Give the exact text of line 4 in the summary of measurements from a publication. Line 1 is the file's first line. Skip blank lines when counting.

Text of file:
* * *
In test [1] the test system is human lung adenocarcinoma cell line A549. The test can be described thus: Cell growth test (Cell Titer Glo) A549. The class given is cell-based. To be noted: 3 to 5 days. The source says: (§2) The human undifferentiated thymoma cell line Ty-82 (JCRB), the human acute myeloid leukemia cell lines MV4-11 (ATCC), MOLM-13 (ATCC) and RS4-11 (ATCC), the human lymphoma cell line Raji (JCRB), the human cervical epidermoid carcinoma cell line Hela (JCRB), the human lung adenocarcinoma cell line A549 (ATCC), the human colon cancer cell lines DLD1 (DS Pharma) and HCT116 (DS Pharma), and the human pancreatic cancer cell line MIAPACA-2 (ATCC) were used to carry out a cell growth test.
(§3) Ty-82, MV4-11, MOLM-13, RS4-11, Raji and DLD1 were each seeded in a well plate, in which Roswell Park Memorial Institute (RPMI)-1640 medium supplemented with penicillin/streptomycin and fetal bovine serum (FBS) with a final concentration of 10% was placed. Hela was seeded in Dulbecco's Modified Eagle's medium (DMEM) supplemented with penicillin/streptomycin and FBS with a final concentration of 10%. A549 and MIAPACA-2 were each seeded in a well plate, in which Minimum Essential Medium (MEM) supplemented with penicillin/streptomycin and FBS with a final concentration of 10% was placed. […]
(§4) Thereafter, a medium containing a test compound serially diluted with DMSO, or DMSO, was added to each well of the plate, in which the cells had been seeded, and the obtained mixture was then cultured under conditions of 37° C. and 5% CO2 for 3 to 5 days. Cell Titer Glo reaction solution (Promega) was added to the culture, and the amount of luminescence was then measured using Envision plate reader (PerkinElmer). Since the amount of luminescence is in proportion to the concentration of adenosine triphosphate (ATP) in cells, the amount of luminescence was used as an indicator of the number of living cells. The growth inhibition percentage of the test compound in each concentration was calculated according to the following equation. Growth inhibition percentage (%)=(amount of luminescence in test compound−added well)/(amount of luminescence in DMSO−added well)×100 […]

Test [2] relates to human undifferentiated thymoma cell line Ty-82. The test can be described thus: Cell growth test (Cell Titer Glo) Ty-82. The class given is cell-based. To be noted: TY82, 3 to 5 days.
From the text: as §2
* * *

Test [2] relates to human undifferentiated thymoma cell line Ty-82. The test can be described thus: Cell growth test (Cell Titer Glo) Ty-82. The class given is cell-based. To be noted: TY82, 3 to 5 days.